My first encounter with a patient was with a prisoner admitted for bipolar disorder. My preceptor chose me to take a history during Introduction to Clinical Medicine. It was then I realized that I had an ability to connect with people. Even after the patient told me that he hated people with my first name, I remained calm and managed to get him to tell his story. I felt uneasy throughout but took comfort in the fact that two armed guards were nearby just in case the patient lashed out at me.
Steven Jacobs, MD ’80
The first patient I examined in the physical diagnosis course was a woman who’d been admitted with some sort of GI symptoms. Upon examining her rather obese abdomen I palpated a firm mass in her left lower quadrant that had not been reported. Excitedly, I brought in my attending, who palpated a similar mass in her right lower quadrant. I was so jazzed and started thinking about the differential diagnosis. My attending then told me that the masses were her anterior superior iliac spines.
Sheila Hafter Gray, MD ’58
My first patient was the cadaver I shared with three others in first year. I can still envision him. Finding the cause of his death was, as my current students say, awesome.
Richard Burney, MD ’69
At the time, this is what I recorded: “On Friday, January 20, 1967, we were welcomed into the fold of clinicians as Physical Diagnosis got off to a start. It was the mystical laying on of hands … when we see a patient now, we can say, ‘Good morning, I’m Dr. … ’” It was a joy not to go to lab but to walk out of lecture and into the fresh air and look forward to putting in some “real time” with people. A person with a disease is inherently much more interesting than the disease itself.
Robin (Gottdenker) Smith, MD ’88
One of my early patients was at the VA Hospital. He was described as a grouchy man who rarely let medical students draw his blood. Turns out he loved baseball, and I learned early on that if I checked the baseball score before going to draw his twice-a-day levels that he relaxed and told some great stories, which I still remember today. Patients are people first.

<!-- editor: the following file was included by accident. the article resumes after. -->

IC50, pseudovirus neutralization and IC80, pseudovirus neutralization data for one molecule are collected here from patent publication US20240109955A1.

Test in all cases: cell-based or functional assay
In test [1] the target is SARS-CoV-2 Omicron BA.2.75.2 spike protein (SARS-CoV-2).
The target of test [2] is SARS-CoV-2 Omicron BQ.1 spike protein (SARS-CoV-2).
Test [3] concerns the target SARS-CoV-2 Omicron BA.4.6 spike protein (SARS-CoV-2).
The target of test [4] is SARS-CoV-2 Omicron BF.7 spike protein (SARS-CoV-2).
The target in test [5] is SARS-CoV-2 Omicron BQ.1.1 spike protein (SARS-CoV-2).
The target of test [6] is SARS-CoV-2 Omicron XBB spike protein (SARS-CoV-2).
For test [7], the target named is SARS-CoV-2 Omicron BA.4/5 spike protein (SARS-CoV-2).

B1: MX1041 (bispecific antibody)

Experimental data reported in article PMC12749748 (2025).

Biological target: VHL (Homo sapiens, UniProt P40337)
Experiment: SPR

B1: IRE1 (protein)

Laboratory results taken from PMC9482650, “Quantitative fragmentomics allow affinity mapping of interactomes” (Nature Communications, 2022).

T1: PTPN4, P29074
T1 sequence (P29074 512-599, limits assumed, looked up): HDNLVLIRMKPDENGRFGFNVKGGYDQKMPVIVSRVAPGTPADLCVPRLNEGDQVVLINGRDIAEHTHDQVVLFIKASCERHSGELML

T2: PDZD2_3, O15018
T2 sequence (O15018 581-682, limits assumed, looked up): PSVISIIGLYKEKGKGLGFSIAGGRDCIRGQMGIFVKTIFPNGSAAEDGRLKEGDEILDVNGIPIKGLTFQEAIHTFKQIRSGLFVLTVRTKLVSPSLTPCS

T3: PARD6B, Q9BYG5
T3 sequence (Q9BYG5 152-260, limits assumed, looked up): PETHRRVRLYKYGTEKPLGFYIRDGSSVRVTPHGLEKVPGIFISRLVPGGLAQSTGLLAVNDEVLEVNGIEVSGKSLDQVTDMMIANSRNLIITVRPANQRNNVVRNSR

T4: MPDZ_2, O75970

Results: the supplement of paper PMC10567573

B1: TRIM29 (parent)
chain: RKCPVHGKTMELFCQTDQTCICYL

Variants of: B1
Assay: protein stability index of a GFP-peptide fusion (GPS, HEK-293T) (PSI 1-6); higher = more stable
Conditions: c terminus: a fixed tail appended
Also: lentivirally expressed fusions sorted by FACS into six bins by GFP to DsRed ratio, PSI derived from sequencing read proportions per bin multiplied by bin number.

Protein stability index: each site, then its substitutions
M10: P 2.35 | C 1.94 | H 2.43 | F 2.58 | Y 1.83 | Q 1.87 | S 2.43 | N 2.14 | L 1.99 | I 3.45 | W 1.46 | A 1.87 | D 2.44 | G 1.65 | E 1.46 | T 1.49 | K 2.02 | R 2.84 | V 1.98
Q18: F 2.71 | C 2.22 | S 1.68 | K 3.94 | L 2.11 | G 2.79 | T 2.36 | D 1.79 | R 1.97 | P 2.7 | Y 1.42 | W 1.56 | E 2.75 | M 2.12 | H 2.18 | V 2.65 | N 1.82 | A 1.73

Mary Flowers, MD ’78
I remember having sweaty palms and sweat dripping down my forehead! I was fresh from the segregated South and had suffered through the integration of the school system. When I learned that Boston was rioting because of forced integration of the school system, I thought: Here we go again! I inhaled and thought that I would be kicked out of the room because of the color of my skin.
Karl Singer, MD ’67
The first patient I remember was a man with numbness in his hands and deformities in his fingers. It was my first and last patient with leprosy. I think this patient was frequently presented to beginning medical students.
Blair Eig, MD ’83
The first patient I saw was a woman experiencing back pain. I was embarrassed at how long I took, but the patient was incredibly appreciative of the attention to her concerns. At the end she revealed she was “Mrs. Mike” of Mike’s Pastry, and she had cannoli brought over for the clinic. I realized then that no matter how much knowledge I was to gain, it was the compassionate approach to interactions with patients that would be the most important trait I could develop. And the cannoli were great!
Elizabeth Dreesen, MD ’87
The first person I admitted as a clinical clerk in medicine, at MGH, was an AIDS patient whose name I still remember. He was scared and so was the team, myself most of all. I was scared of AIDS, scared of being a bad medical student, and most of all scared of failing him. He died of pneumocystis at 11 a.m. two weeks after admission. After the death and the death paperwork, my resident, Deb Weinstein, MD ’84, sent me home for the day, which was perhaps the most generous act that I experienced at HMS.
Steven Swerdlow, MD ’75
My first patient encounter was at Boston City Hospital, where I was assigned to take a history and do a physical of my patient and then report back to my instructor. Unfortunately, I was unable to rouse the elderly woman, who was lying in a bed in a large ward; I was concerned she had expired. My instructor was barely able to rouse her. I ended up with no history and no physical. I was very anxious already, and this was not a calming situation. I became a hematopathologist.
Images: Center for the History of Medicine, Francis A. Countway Library of Medicine (top and group of four); Gretchen Ertl (Messinger)